Straight Talk: Louisville Tourism’s Cleo Battle on Baseball, Bourbon, DEI and Evolving Beyond the Pandemic
Right off the bat (pun intended), I knew Cleo Battle was someone who makes the most of an experience.
No more than a couple of minutes into our conversation, the discussion turned to how much he treasures his personalized Louisville Slugger in purple—the color of his hometown baseball team, the Colorado Rockies—which he’s had since moving to Louisville almost 10 years ago, and how he enjoys his fine Kentucky bourbon on occasion—with a nice cigar and a great Sinatra album.
Indeed, Battle is an aficionado and a connoisseur of the destination he has represented for nearly a decade, first as Louisville Tourism’s executive vice president and chief operating officer, and most recently taking the helm as president and CEO in July 2021.
He’s had a 35-plus-year career of accomplishments in hospitality and tourism, currently serving on numerous industry boards and enjoying recent accolades such as the Events Industry Council 2020 Social Impact Award, Business First Louisville’s inaugural Power 50 recognition and The Courier-Journal’s 12 People to Watch in 2021. Over the decades, Battle has moved to cities around the country for executive positions with entities such as the Embassy Suites, Holiday Inn, Sheraton and the Richmond (Va.) CVB.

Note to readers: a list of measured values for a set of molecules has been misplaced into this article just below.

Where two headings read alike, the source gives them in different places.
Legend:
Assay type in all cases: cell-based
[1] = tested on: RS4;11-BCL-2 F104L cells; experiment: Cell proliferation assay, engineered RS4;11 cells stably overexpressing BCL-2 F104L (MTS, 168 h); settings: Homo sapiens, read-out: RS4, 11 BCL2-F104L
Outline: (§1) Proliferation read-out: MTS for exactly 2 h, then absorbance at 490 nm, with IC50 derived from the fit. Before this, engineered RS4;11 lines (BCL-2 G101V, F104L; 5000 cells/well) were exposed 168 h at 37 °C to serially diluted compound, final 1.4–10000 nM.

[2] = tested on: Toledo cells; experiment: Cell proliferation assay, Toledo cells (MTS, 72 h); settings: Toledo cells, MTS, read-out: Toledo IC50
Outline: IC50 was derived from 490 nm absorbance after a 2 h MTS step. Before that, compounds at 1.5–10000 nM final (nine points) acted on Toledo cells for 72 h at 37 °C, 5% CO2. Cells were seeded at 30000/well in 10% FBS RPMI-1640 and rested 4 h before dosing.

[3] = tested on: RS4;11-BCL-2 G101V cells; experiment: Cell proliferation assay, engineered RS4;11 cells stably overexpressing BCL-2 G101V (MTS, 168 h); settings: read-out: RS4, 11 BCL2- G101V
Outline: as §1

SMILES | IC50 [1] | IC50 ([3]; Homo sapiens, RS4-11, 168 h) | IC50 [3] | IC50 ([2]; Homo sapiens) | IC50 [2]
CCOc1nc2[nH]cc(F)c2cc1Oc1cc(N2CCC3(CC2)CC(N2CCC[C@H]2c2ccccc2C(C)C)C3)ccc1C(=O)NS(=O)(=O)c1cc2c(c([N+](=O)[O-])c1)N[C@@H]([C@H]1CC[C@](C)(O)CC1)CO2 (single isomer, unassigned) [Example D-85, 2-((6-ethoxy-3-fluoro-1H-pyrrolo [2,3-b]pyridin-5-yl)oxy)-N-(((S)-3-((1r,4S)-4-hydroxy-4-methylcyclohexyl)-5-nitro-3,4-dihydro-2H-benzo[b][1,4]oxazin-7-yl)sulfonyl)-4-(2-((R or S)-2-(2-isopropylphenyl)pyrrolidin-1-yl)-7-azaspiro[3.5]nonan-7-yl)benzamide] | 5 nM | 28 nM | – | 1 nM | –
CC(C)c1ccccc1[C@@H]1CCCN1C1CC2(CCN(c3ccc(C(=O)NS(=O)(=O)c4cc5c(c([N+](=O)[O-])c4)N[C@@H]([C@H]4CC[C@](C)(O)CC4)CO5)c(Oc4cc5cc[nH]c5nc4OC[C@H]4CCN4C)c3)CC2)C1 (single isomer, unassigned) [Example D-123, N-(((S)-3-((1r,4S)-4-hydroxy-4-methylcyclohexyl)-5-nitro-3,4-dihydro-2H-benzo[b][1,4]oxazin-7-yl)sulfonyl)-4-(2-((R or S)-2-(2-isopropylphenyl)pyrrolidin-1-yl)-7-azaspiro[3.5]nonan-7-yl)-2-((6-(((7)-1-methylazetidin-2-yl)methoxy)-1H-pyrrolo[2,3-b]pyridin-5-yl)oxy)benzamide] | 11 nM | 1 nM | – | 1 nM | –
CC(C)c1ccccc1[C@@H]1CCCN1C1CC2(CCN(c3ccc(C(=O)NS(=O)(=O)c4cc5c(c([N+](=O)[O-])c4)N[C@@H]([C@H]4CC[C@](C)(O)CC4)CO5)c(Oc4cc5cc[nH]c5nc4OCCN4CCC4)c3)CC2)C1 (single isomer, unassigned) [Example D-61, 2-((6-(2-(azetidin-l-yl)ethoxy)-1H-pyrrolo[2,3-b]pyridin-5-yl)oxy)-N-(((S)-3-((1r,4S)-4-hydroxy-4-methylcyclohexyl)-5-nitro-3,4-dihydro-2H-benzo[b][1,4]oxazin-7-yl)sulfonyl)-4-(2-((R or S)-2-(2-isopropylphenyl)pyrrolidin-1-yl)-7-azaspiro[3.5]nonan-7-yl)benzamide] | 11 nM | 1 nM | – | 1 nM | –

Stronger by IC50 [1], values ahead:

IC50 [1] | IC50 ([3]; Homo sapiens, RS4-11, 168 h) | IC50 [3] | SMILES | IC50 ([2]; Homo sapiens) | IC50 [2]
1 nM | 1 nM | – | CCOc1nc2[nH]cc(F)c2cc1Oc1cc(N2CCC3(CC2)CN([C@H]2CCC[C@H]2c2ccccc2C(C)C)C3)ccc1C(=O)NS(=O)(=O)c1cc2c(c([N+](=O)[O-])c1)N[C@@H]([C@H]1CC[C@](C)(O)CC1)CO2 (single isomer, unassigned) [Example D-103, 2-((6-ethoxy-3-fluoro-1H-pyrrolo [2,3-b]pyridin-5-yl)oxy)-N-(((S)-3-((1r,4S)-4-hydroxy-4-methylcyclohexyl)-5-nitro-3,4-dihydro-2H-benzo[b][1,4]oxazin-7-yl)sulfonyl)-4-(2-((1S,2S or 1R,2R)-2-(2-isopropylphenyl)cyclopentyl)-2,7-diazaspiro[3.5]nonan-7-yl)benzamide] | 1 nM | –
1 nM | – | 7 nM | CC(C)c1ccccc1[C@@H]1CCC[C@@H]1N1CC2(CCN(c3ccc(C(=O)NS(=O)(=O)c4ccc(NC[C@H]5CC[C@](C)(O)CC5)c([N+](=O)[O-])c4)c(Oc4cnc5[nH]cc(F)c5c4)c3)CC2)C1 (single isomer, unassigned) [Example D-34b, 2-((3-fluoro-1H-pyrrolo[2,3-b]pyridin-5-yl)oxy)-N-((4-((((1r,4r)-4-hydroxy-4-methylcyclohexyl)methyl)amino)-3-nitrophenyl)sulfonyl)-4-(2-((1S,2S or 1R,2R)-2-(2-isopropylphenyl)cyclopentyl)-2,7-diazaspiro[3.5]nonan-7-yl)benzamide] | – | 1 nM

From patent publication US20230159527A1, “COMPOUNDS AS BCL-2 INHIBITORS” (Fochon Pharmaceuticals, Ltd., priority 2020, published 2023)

What has made him so fond of Louisville?
“When I first moved here, I would start conversations with people waiting in lines at a store or the post office, and they would lean in and say, ‘Oh, you’re going to really love living here!’” Battle said. “And I thought wow, these people aren’t my stakeholders or related to tourism, and there’s only a handful of cities where residents are so proud of their own communities.”
That pride, he added, comes in the form of Muhammed Ali, their native son; the Kentucky Derby, the longest-running sports event in the country; Kentucky bourbon, their signature spirit; and the Louisville Slugger, their famous, handcrafted gift to baseball.
“They have these things that bring them together culturally, and that’s important,” Battle said. “I love that when visitors come here, they feel that from this community, and it’s really special.”
During my sitdown with this Louisville enthusiast, he touched on the biggest challenges and accomplishments during the pandemic and moving beyond it, destination brand-building with diversity, equity and inclusion (DEI) in mind, important developments for event organizers and attendees, and making the most of his favorite experiences for visitors.
What were some of the biggest challenges your organization went through during the pandemic?